How to Build a Blooming Bouquet Centerpiece [Video]
Emily Minton Redfield
On any given day at Lace & Lilies flower shop in Fort Collins, Colorado, owners Lacey Hamel and Lis Truax can be found feverishly cutting stems and building bouquets while singing along to their indie-pop playlist and (occasionally) enjoying a glass of wine. It's this balance of passion, precision and light-hearted fun that has formed Lace & Lilies' signature style.
With backgrounds in art and fashion design, the entrepreneurs have a knack for breaking traditional style barriers. "We're pulling inspiration from fashion, culture, music, the art world, and bringing it into what we do," Hamel says. "We're not just florists. We're artists who chose this medium."
Here, Hamel and Truax show us how to capture their effortlessly chic look in a dreamy centerpiece perfect for summer get-togethers in the garden.
[Video by Vanessa De La Rosa and Sarah W. Frazier]
WHAT YOU’LL NEED:
Short, sleek vase
A shiny silver vessel adds contrast to an earthy arrangement
Enough to cover the mouth of your vessel
Look for flowering kale still attached to its stalk
Deep chocolate mini artichoke
Substitute: Mini green hydrangea
One of the few naturally blue flowers
White garden rose
Substitute: Standard rose
Substitute: White mum
Agonis, silver dollar eucalyptus
1. Choose a vase that’s short enough for guests to see over it and wide enough to hold a full bouquet. Begin by building a grid that covers the mouth of the vase to hold the flowers in place. Although this is often done with tape or styrofoam, Lacey and Lisa recommend using a natural alternative like hydrangea for a longer-lasting arrangement. Distribute at least two types of greenery—such as agonis and silver eucalyptus—throughout the vase, making sure no leaves are beneath the water line (leaves add bacteria to the water, which can kill the flowers).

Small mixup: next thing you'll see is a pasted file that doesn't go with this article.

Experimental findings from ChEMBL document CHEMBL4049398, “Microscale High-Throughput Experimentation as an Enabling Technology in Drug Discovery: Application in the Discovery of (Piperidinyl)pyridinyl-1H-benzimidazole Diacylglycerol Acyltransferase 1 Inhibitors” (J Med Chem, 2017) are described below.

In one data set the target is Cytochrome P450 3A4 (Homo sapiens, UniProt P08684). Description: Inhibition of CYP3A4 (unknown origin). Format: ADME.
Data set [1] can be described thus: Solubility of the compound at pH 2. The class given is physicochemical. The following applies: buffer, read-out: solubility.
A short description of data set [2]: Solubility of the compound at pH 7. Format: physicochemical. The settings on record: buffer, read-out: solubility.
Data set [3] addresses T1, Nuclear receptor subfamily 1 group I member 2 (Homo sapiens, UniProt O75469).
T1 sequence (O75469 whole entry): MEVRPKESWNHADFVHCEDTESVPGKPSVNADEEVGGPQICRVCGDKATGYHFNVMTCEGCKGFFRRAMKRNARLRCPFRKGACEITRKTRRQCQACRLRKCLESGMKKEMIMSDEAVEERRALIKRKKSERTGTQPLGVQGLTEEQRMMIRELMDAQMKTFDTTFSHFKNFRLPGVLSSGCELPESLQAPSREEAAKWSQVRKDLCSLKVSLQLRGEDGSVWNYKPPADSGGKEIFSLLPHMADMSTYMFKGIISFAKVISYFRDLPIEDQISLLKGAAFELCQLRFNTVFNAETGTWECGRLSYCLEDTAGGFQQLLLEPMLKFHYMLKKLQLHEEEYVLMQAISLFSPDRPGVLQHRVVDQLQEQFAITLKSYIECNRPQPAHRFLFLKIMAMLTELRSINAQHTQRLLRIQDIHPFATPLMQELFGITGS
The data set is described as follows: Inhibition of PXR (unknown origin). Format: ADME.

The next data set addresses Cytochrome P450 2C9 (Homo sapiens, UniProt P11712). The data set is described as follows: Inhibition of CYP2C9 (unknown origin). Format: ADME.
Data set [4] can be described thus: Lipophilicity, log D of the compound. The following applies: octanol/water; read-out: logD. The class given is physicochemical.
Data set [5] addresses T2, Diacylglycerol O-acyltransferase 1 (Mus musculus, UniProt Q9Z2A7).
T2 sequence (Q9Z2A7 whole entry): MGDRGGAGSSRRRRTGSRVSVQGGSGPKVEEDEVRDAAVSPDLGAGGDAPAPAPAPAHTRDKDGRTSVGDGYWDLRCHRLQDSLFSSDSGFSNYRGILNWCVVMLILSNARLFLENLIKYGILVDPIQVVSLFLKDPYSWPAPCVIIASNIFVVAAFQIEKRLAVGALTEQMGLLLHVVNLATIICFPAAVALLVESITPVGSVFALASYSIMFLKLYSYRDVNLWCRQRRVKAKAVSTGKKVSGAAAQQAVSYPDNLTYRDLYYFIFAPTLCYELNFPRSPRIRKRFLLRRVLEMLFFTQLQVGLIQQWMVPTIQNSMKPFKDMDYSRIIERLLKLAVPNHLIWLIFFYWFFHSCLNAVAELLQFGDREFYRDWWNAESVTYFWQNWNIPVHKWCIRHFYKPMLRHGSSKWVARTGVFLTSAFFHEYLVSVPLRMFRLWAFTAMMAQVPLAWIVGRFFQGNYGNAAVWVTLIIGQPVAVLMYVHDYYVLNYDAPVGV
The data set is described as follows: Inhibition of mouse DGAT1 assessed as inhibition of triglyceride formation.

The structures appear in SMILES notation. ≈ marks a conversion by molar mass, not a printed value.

2. Add some texture with unexpected elements such as flowering kale and deep chocolate artichokes. Place two of each in different spots in the centerpiece, so they function as focal points from all sides. Rest bunches of periwinkle agapanthus above the hydrangea to lighten up the deep purple palette.
3. Balance out the bunch by sticking in sprigs of spiky thistle. If you’re adding three or more of one type of flower, cut stems to varying lengths to create depth. Tip: Thistle looks the same dry as it does when fresh, so set it aside for other projects before throwing out the bouquet.
4. Garden roses add a soft feminine touch—and they smell incredible, too. Before you add a few, cut the stems at an angle to allow them to soak up water in the vase. (If they’re cut straight across, the ends will sit directly on the bottom of the vase, clogging the stems.) Peel off about five or six of the outer guard petals to open up the flower and make it appear fuller.
5. For the final floral component, add something whimsical. One of the only flowers with a natural indigo tint, cornflower’s hue is playful and vibrant. Stagger four or five pieces throughout the arrangement for an antennae-like appearance.
6. As a finishing touch, fill any holes with the remaining pieces of agonis and silver eucalyptus. The result: a dreamy garden centerpiece sure to spark up conversation among guests.
Want to jazz up the vase, too? Check out the Quick and Easy Vase-Wrap Tutorial.